Bananas for Weight Loss: Benefits, Drawbacks, and More

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Bananas have been staple fruit for ages, and they’re surprisingly versatile. You can toss them in smoothies, pair them with peanut butter, and simply eat them as-is. But if you’re interested in losing weight, it only makes sense to take a second look at foods you’ve been eating all along. Some diets, like keto, recommend that you steer clear of bananas. So, are bananas good for weight loss or is it best to avoid them when you want to see the number on the scale go down?

Like nearly everything with weight loss, it depends. But nutritionists say you don’t need to avoid bananas—or even necessarily limit how much of them you eat, outside of what people would normally have. “Eating a banana every day is not harmful,” says Deborah Cohen, D.C.N., R.D.N., an associate professor in the department of clinical and preventive nutrition sciences at Rutgers University School of Health Professions.

So what’s the deal with bananas and weight loss? Nutritionists break it down.

Meet the experts: Deborah Cohen, D.C.N., R.D.N., an associate professor in the department of clinical and preventive nutrition sciences at Rutgers University School of Health Professions; Christy Brissette, M.S., R.D., owner of 80 Twenty Nutrition in Laguna Beach, CA; Tara Gidus Collingwood, M.S., R.D.N., owner of Tara Gidus Nutrition Consulting in Orlando, Fl.

Health benefits of bananas

There are a few things to keep in mind if you’re interested in eating bananas for weight loss. These are the biggest perks nutritionists say you’ll get when you eat a banana.

They’re packed with vitamins.

“Bananas are a great source of vitamins B6 and C, potassium, manganese, and dietary fiber,” says Tara Gidus Collingwood, M.S., R.D.N., owner of Tara Gidus Nutrition Consulting in Orlando, Fl. That potassium is a big perk—it’s an electrolyte that’s needed for nerve and muscle function, says Christy Brissette, M.S., R.D., owner of 80 Twenty Nutrition in Laguna Beach, CA. “Potassium is essential for carbohydrate metabolism and to make protein,” she continues. “You lose potassium when you sweat, so bananas are a great way to replace those losses after intense exercise.”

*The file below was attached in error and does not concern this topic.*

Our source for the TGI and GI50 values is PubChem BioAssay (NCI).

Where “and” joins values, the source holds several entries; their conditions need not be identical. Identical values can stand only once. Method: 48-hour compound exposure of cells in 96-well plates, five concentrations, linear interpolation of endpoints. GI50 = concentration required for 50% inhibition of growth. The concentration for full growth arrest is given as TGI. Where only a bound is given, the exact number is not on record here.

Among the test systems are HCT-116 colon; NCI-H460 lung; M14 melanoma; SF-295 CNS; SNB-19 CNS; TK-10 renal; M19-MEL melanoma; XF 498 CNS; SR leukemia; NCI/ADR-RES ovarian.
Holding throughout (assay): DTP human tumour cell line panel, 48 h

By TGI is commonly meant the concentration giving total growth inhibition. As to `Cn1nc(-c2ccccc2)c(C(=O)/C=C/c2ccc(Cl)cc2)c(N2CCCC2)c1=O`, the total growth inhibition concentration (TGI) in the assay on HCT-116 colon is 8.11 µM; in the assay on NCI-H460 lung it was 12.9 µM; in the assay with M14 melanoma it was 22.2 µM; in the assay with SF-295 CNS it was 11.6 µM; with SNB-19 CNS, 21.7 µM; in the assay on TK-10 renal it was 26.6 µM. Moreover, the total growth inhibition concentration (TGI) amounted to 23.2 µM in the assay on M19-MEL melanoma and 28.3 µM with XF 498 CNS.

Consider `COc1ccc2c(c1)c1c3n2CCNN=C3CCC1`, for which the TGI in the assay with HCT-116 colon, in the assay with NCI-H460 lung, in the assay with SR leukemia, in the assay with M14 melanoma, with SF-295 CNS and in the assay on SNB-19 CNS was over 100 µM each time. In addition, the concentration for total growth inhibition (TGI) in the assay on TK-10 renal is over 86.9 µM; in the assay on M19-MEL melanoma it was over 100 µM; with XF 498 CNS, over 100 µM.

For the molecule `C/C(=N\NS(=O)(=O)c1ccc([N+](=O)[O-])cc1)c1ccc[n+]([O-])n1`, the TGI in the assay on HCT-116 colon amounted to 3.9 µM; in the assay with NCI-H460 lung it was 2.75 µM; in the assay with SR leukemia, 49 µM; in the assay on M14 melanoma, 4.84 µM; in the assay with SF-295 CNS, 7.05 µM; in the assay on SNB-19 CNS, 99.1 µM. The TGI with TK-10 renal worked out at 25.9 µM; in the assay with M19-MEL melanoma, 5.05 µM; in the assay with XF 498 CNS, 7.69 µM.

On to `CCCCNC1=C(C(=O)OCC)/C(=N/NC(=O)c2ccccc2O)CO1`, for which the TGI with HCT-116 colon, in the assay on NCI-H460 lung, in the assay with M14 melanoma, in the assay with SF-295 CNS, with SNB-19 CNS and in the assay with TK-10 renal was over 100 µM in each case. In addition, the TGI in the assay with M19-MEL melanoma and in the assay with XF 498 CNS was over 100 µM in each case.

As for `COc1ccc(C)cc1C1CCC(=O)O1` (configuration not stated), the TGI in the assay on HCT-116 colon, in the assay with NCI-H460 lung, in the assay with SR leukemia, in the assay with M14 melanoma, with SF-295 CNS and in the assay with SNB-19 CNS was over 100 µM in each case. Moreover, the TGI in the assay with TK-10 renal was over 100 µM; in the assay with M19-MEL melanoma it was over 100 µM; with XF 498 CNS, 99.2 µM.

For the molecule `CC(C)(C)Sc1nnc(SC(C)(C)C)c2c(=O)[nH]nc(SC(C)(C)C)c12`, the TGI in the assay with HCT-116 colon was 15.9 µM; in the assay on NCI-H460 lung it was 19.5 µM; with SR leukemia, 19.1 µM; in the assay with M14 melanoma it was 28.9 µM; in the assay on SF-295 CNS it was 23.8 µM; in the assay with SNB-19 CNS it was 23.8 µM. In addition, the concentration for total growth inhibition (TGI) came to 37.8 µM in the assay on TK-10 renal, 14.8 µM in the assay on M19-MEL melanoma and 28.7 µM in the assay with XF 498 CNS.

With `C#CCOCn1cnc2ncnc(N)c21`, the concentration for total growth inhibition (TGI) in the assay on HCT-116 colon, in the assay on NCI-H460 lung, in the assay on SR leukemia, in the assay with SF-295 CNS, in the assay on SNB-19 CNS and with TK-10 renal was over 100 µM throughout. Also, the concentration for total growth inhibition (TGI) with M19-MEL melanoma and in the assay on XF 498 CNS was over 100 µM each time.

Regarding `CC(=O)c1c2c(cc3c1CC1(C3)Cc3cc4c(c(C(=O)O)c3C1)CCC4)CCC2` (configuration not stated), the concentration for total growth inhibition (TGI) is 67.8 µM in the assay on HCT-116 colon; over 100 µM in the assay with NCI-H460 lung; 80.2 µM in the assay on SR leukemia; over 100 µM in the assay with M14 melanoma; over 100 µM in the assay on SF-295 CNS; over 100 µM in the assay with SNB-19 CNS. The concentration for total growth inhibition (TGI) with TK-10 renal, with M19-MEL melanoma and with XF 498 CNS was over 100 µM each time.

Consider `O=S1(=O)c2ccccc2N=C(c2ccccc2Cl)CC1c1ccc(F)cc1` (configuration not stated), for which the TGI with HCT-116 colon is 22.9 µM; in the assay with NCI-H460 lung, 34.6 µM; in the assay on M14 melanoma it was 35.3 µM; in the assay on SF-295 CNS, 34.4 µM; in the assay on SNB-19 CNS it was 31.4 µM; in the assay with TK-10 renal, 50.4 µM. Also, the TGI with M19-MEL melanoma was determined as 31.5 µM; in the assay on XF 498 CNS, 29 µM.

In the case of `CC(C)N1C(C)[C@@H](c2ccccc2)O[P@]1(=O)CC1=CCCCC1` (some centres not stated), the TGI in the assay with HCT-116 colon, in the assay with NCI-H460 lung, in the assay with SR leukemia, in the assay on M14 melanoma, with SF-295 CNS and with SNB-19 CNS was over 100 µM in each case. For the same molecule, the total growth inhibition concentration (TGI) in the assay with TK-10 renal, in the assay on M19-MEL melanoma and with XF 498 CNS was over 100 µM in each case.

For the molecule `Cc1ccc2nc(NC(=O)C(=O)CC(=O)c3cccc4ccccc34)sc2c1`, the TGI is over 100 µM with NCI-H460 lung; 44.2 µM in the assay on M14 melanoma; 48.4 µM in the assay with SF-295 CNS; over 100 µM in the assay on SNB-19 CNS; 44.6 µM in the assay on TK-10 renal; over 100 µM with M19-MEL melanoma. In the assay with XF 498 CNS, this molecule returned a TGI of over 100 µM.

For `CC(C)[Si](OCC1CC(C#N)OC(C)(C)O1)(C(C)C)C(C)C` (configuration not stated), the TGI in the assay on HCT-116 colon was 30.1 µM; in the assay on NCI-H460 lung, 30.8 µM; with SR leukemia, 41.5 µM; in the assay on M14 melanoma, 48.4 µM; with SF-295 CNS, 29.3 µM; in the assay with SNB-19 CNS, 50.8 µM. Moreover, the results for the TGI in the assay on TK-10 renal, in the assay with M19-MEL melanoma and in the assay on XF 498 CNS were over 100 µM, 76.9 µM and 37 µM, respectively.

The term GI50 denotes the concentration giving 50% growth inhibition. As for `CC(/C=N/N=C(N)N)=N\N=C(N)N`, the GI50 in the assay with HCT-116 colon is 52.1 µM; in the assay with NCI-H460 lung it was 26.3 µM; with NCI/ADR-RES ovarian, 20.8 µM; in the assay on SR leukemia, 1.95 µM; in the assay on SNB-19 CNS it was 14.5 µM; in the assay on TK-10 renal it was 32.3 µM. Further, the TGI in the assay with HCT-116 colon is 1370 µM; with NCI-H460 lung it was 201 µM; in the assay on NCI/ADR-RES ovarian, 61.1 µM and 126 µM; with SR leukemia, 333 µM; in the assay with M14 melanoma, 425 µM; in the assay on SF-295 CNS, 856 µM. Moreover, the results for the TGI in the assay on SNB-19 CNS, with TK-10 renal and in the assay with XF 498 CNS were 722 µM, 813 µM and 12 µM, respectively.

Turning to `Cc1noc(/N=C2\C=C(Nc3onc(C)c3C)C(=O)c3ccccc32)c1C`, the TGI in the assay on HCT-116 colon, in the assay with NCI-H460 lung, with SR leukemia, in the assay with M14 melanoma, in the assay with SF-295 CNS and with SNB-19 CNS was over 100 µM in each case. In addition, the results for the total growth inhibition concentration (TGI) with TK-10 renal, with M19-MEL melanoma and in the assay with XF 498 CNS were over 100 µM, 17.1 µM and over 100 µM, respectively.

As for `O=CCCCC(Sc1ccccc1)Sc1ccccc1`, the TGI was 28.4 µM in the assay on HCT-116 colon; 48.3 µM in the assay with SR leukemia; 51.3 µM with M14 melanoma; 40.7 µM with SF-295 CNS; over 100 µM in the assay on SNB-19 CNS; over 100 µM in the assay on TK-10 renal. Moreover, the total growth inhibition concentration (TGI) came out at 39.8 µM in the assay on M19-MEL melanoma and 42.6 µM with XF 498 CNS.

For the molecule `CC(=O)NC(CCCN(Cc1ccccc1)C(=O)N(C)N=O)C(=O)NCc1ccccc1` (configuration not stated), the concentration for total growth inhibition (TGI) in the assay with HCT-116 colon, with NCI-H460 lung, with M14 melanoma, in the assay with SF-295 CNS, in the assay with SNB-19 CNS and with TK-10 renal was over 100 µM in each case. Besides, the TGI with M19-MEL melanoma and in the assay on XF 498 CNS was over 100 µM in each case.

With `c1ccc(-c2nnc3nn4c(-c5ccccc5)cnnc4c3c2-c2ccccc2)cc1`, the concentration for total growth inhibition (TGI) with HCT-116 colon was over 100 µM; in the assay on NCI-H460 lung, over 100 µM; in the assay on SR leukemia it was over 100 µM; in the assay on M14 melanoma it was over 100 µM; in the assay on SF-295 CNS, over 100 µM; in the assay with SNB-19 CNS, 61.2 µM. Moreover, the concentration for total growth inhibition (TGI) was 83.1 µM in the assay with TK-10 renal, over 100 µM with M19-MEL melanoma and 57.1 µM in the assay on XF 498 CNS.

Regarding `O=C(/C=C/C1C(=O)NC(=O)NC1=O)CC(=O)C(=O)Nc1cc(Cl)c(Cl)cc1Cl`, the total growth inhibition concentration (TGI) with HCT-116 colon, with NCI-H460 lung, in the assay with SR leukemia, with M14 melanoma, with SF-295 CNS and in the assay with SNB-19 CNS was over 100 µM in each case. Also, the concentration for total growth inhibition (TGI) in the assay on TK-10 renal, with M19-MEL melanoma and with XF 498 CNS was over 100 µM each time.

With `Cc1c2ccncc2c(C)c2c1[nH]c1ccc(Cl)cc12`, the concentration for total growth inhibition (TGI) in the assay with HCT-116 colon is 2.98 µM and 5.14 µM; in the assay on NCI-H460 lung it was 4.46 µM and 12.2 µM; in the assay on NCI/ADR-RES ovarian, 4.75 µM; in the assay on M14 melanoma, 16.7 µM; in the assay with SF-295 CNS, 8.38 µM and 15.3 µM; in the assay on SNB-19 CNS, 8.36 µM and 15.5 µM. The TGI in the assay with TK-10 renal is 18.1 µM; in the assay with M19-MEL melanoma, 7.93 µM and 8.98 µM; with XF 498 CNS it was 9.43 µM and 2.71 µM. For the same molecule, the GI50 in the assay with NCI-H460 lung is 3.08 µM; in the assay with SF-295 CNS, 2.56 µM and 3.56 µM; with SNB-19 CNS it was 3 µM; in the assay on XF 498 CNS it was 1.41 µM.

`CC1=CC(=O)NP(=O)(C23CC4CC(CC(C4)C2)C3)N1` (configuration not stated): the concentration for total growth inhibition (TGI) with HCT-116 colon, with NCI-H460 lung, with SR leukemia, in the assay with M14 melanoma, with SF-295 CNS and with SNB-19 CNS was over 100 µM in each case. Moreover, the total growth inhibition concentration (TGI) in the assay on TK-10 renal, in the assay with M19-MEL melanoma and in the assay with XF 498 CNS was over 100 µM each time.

They digest slowly.

In addition to fiber, which can help you to feel fuller, longer, bananas have something called “resistant starch,” which is a carbohydrate that resists being digested and isn’t broken down into sugar in your gut, Collingwood says. That helps to keep your blood sugar from spiking, she says.

They’re easy on your stomach.

Bananas “are easy to digest,” Brissette says. They’re also gentle on your stomach and a good option if you’re dealing with a gastrointestinal issue.

They’re helpful for workouts.

Bananas are highly portable, making them a great carbohydrate choice for people who are busy and active, Brissette says. “They’re ideal for quick, easy energy pre-workout or as part of your post-workout recovery,” she adds.

Are there any drawbacks to eating bananas regularly?

Cohen says there are “not really” any issues with eating bananas regularly—provided you do it within reason. “One medium banana has about 100 calories and no fat or cholesterol,” she says.

But bananas have a lot of carbs—around 26 grams, to be specific—along with about 18 grams of natural sugars, according to the USDA. “It’s best to pair them with protein and healthy fats to stabilize blood sugar levels,” Brissette says. “This will help prevent hunger.”

One serving of carbohydrates is half a banana, which is inconvenient if you’re counting carbs for weight loss, Brissette says. (Her advice: If you only want half a banana and don’t want to waste the other half, you can put it in the freezer for smoothies.)

Eating too many bananas in one sitting or eating them without fat and protein to slow them down could derail your weight loss. For a more balanced snack, smear on a tablespoon of unsweetened peanut butter or almond butter, or grab a small handful of nuts.

Are bananas good for weight loss?

It depends. “Bananas can be part of a weight loss plan,” Collingwood says. “They contain about 100 calories each—depending on their size—and provide fiber and some fullness.”

But Cohen says that merely adding a banana to your day will not magically lead to weight loss, unless you cut back on other foods in your diet. And, if you ate a lot of bananas, it could actually cause you to gain weight, since bananas contain about 100 calories each, she says.

Still, Cohen says that “certainly, one or two bananas a day can be healthy.”

Headshot of Korin Miller

Korin Miller is a freelance writer specializing in general wellness, sexual health and relationships, and lifestyle trends, with work appearing in Men’s Health, Women’s Health, Self, Glamour, and more. She has a master’s degree from American University, lives by the beach, and hopes to own a teacup pig and taco truck one day.

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